The Passing Show: Competitive Friendship
It’s a competitive system all right. Competition colours the whole of our lives and dominates our actions. It is praised and advocated as a worthy thing by all the capitalist parties, some more than others, of course, although none of them is so enthusiastic about it when their ruling class is in the weaker competitive position. But still, there is nothing much they can do about it but accept the basic proposition of competition. It is an accomplished fact of capitalism. And because of this, it often makes a mockery of friendship and subjects the most personal relationships to intolerable strain.
In the wider international political field, too, no alliance (or “friendship” to use a statesmen’s euphemism) is free from its buffetings. Indeed, even while swearing eternal brotherhood and clasping hands across the conference table, the politicians must always keep a sharpened knife to use against their former allies, should the interests of their ruling class so demand at any time. History—particularly in recent years—is full of such examples. Was it not Stalin, for instance, who signed a non-aggression and friendship pact with Hitler after having moved his forces half way across Poland to meet the advancing Nazi armies? Both men must have known at the time how worthless such a pact was, but it suited their interests to sign it. And less than two years later they were at war.
One piece of “non-aggression” was dead and another was born. Russia became the ally of Britain and U.S.A., once again amidst the toasts, the backslapping, and vows of everlasting friendship. Only since the war has some of the truth trickled out concerning the intrigue and double-crossing that went on. We know that the first atomic bomb was dropped not to end the war—it could have been ended some months before on the Allies’ terms—but to demonstrate America’s nuclear might and as a diplomatic trump card to be played at later conferences with the Soviets. Was it not Field Marshal Montgomery who, in the closing stages of the European war, wanted to race on to Berlin, not primarily to defeat the Nazis, but to forestall Russian occupation of the city?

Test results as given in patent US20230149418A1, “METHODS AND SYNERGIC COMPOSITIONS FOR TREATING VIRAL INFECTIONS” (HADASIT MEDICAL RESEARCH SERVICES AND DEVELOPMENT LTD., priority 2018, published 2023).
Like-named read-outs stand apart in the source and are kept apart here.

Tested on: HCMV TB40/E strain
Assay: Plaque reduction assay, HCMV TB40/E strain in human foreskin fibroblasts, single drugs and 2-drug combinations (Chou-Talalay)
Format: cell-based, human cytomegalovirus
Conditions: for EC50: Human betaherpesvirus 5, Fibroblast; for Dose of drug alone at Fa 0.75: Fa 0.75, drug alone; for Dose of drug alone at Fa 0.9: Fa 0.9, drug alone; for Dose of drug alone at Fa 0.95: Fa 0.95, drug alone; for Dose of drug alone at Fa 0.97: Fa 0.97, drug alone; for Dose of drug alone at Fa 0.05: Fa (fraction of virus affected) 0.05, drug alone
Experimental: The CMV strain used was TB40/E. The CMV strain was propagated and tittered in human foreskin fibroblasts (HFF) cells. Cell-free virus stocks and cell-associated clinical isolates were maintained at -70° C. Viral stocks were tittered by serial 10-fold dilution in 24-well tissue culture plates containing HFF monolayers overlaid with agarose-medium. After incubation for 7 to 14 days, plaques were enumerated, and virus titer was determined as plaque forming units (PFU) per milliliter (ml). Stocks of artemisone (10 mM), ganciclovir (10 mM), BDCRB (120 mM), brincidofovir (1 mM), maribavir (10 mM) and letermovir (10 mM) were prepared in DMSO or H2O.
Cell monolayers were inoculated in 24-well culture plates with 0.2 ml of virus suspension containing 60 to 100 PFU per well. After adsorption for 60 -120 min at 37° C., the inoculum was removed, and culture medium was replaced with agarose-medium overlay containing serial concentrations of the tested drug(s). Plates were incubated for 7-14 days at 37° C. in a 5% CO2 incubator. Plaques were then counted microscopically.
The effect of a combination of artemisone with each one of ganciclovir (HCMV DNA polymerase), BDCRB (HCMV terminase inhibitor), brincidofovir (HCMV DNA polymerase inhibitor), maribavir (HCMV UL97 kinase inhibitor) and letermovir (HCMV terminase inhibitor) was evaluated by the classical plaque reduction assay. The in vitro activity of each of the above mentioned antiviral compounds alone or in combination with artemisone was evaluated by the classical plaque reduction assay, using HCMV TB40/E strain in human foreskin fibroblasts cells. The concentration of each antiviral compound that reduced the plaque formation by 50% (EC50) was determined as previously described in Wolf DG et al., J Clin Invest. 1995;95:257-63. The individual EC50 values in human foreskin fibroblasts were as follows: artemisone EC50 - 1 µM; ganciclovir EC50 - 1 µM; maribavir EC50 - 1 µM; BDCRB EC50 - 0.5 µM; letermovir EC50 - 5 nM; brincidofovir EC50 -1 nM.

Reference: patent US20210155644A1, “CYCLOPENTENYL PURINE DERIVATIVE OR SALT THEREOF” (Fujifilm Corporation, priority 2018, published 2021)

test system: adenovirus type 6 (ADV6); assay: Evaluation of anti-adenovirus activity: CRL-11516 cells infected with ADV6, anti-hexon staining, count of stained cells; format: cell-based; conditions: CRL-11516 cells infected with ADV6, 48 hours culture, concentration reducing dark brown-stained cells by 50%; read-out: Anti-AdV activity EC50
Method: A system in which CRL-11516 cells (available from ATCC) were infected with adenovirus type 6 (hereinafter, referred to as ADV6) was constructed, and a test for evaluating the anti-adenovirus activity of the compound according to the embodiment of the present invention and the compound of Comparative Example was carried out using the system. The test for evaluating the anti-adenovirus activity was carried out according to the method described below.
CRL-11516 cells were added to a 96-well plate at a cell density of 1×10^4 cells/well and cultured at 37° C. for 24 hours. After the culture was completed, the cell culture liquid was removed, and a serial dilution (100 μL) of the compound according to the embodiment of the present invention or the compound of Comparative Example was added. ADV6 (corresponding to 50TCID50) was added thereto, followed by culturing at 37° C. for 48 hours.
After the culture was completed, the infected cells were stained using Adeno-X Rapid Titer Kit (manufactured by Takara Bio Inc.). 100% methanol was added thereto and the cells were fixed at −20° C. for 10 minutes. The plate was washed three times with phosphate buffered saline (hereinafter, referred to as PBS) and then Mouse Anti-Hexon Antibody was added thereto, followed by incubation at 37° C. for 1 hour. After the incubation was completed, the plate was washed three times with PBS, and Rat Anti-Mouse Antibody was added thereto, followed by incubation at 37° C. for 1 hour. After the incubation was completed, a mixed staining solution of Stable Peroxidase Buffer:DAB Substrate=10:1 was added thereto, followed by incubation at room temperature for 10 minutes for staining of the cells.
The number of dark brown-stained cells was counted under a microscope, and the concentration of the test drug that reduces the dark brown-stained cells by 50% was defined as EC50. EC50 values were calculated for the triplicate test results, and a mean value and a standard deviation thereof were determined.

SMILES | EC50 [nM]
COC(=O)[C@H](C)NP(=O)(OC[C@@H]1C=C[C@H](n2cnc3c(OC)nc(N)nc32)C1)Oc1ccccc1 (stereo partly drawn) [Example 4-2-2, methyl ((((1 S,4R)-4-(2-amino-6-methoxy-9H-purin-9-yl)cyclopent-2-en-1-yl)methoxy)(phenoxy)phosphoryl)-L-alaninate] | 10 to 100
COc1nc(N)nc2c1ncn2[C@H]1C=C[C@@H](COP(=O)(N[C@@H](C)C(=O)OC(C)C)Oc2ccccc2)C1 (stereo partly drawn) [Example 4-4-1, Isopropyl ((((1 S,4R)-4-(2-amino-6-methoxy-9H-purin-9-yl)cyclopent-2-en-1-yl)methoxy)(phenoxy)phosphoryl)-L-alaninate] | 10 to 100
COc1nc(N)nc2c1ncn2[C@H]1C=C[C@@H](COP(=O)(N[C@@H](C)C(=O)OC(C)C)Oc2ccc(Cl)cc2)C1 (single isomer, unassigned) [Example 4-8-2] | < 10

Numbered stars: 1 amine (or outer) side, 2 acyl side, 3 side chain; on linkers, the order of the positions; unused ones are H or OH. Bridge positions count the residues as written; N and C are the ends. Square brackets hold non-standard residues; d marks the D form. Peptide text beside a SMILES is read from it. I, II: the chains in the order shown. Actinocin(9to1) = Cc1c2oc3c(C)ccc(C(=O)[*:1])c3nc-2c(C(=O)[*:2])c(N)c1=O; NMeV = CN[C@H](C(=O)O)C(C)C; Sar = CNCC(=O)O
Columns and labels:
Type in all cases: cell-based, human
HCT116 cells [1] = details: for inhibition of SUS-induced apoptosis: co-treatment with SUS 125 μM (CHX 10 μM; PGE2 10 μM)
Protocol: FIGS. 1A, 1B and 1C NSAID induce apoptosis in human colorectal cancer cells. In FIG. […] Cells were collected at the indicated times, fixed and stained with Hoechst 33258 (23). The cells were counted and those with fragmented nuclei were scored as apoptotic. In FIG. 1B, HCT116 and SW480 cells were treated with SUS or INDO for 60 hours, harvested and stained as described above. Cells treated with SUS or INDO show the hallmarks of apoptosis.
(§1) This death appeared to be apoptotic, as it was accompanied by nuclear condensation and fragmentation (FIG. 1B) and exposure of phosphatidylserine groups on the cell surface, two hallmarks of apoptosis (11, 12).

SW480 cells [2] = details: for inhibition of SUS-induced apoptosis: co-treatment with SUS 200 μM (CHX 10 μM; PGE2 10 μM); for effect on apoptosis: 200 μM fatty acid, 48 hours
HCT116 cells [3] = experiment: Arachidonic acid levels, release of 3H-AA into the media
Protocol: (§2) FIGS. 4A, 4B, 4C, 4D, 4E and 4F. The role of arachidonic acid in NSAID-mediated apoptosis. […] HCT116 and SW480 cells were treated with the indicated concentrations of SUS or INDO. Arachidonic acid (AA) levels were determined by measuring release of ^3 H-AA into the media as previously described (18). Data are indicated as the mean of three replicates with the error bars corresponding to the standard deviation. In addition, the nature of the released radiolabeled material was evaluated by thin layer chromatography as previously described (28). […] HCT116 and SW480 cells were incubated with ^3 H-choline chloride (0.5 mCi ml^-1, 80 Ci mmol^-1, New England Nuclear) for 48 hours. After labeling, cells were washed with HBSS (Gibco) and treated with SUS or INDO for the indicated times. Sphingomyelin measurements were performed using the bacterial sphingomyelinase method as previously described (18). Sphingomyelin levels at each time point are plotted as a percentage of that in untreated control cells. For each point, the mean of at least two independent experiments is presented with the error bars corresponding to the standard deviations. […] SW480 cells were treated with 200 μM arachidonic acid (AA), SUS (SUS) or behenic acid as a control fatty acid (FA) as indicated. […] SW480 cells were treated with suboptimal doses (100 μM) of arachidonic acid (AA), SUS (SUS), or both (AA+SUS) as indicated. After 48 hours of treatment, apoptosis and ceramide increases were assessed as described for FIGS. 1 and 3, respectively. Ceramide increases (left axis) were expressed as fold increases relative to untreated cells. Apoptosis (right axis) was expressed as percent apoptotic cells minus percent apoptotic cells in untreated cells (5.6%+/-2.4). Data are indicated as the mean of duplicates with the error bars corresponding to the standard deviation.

Since those days, all sorts of re-shufflings have taken place and nobody can guess what new line-ups will emerge even in the near future. Which brings us back to our initial point. The more farsighted capitalist politician never assumes permanency of any alliance. He must be prepared to tear up treaties, stab ruthlessly in the back where necessary, and be in opposition to those with whom perhaps only yesterday he was wining and dining. In fact, even while the alliance is still in force, he must try and perceive future trends and warn his “friends” not to tread on his toes in any future bargaining session.
Stripped of any verbal niceties, this was the very point made by Prime Minister Douglas-Home when addressing Conservatives at Bury last month. Britain must not abandon nuclear weapons, he said, because she would lose her place at the top table when such matters were discussed between East and West. He went on:—
I want to make it quite clear that 1 am not going to get out of that chair and I will not see it empty. France, when she has a nuclear arm will be there. She is our close and valued ally. So, too, will China, if and when she has a nuclear bomb. But they will not, if I have anything to do with it, supplant Britain. If, as seems certain, they are to become nuclear powers it is more vital than ever that Britain should be at the centre where matters of war and peace hang in the balance.
No doubt the Bury Conservatives did not disagree with Sir Alec’s words. It is a fair bet that a Liberal or Labour audience would also be ready to echo their basic sentiment of pushing their masters’ interests at the conference table. In fact it will be interesting to compare Mr. Wilson’s public statements on such matters (should he become P.M.) with those of Douglas-Home. There won’t be much to choose between them. The same old game in fact, and bang up to date.
Scramble for Oil